Dental Tips Blog

Oct
8

3 Signs You Will Probably Need a Root Canal

Posted in Root Canals

A root canal is a procedure in which a dentist empties a tooth of bacteria and a dying nerve. Doing so heads off a potentially dangerous infection, relieves pain, and saves your tooth to avoid an extraction.

If you notice any of the following problems with your teeth, there’s a possibility you might need a root canal:

  1. Discoloration

A dark-colored tooth can indicate that there is nerve damage on the inside. Darkening could be a result of either trauma or decay. Some teeth change color after an injury but don’t always need root canal treatment. If your tooth starts to turn gray or brown, it’s a good idea to get it checked out.

  1. Swelling/Pus

When a tooth’s nerve starts to break down, the infection will try to escape the tooth. The only way out is through the channel that leads out the root tip. The infection then invades the surrounding bone tissue and eats away a small hole. As a result, you can end up with an oozing abscess on your gums near the tip of your root.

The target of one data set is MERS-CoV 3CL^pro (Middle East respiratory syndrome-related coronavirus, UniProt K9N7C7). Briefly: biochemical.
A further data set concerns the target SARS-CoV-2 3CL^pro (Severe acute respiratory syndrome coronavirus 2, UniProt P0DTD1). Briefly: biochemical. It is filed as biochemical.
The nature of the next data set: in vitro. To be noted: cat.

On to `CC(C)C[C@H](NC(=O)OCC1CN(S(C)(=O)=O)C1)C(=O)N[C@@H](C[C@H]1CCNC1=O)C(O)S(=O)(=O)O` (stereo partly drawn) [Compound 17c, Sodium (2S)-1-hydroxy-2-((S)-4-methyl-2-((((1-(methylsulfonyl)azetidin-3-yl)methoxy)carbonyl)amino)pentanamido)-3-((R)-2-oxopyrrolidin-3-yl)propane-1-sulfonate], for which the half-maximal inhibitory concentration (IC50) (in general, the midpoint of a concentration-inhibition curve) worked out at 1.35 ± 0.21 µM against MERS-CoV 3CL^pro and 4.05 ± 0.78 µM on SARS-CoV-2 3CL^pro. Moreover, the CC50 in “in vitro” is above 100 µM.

1. Temperature And Pressure Sensitivity

If you have one tooth in particular that you can’t even chew on, then its nerve could be in jeopardy. An infection inside the tooth will put a lot of pressure on it from the inside, making it extremely sensitive.

See your dentist anytime you suspect something is off. But a dangerous nerve problem can crop up painlessly. That’s why it’s so important that you visit your dentist on a regular basis. This is how you stay on top of dental problems and anticipate the need for treatment such as root canals.

Posted on behalf of:
Greencastle Dental
195 Greencastle Road
Tyrone, GA 30290
(770) 486-5585

Jan
30

Root Canal Therapy – What Is It?

Posted in Root Canals